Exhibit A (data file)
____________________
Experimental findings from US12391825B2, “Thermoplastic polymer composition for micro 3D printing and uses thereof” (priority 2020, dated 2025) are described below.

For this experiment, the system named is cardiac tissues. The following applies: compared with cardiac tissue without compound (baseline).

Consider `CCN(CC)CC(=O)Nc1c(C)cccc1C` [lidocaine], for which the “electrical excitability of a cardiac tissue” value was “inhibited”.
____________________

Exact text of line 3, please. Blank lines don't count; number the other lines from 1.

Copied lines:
Consider `CCN(CC)CC(=O)Nc1c(C)cccc1C` [lidocaine], for which the “electrical excitability of a cardiac tissue” value was “inhibited”.